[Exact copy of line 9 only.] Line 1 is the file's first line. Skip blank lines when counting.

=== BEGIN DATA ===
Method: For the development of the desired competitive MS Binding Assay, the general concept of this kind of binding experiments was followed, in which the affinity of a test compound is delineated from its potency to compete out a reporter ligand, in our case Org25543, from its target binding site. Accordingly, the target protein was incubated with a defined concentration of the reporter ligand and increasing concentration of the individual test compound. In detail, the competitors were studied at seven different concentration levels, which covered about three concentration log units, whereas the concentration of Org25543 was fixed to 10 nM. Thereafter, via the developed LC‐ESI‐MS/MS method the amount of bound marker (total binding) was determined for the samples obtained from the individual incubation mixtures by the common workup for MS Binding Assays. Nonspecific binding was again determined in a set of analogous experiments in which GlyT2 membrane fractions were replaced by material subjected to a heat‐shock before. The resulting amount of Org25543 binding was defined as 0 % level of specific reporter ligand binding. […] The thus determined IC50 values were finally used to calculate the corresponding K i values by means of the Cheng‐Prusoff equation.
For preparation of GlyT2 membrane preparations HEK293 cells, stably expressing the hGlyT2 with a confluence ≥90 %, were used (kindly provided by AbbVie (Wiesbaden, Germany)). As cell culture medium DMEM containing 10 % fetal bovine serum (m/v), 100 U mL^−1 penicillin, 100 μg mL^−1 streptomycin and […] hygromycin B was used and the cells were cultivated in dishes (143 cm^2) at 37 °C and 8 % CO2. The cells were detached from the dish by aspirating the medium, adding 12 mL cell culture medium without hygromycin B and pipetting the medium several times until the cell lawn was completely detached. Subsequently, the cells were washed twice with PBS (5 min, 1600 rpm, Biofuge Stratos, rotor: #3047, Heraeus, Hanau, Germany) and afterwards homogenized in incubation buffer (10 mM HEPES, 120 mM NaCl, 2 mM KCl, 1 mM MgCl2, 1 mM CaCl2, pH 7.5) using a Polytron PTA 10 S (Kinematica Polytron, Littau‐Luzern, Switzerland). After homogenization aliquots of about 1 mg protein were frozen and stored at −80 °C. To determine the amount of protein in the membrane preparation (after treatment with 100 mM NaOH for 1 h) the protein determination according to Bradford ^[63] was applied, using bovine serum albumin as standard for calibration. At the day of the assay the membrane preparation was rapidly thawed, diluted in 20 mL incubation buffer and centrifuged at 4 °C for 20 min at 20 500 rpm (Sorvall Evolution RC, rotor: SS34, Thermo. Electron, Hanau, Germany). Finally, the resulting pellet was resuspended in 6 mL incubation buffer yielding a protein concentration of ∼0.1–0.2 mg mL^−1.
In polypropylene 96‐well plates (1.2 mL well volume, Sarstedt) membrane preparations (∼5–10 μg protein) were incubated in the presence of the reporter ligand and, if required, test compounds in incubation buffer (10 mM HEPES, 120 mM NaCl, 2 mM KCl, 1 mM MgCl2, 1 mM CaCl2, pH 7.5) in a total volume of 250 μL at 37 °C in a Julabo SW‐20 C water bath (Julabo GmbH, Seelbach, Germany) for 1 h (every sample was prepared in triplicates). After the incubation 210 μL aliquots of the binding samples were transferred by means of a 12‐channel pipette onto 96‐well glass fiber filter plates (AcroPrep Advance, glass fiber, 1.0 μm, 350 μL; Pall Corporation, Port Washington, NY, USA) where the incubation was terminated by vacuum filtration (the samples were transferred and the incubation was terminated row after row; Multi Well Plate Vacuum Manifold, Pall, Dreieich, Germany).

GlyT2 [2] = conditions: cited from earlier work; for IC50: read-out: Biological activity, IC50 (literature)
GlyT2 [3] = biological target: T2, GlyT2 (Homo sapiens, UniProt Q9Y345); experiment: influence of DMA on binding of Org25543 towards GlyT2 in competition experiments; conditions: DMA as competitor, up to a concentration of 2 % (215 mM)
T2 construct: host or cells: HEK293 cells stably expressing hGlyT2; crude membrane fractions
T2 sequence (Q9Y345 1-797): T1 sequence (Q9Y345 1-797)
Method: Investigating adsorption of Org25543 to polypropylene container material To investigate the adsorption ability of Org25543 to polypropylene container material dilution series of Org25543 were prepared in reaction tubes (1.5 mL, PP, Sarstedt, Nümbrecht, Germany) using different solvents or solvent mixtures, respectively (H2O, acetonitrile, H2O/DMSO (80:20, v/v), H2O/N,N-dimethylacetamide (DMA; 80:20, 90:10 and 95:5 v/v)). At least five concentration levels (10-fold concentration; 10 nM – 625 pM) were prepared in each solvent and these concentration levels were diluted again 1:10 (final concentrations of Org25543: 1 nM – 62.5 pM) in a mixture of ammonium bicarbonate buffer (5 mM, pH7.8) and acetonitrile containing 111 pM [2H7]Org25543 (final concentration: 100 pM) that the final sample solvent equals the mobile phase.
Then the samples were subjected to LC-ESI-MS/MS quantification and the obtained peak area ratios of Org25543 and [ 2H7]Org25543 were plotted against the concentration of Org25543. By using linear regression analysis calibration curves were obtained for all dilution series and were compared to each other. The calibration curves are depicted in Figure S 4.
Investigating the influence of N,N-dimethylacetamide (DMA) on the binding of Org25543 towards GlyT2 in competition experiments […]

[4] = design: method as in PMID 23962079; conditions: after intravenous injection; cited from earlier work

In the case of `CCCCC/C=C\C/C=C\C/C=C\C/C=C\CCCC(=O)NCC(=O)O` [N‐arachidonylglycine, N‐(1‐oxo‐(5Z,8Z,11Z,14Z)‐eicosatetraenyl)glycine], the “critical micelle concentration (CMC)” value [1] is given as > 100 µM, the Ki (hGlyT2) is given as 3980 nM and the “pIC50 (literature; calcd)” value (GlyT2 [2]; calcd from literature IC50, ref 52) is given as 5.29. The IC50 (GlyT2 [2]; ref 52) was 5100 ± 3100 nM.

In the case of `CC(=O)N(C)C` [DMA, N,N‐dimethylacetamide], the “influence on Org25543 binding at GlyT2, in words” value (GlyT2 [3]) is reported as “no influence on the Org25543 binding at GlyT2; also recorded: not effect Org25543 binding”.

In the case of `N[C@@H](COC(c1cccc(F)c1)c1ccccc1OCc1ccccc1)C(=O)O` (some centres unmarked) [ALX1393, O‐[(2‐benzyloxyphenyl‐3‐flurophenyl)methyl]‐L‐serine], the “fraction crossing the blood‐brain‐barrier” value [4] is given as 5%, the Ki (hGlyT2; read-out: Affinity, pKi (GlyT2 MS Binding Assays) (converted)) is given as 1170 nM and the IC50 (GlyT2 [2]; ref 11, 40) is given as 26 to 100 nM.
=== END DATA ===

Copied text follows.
Then the samples were subjected to LC-ESI-MS/MS quantification and the obtained peak area ratios of Org25543 and [ 2H7]Org25543 were plotted against the concentration of Org25543. By using linear regression analysis calibration curves were obtained for all dilution series and were compared to each other. The calibration curves are depicted in Figure S 4.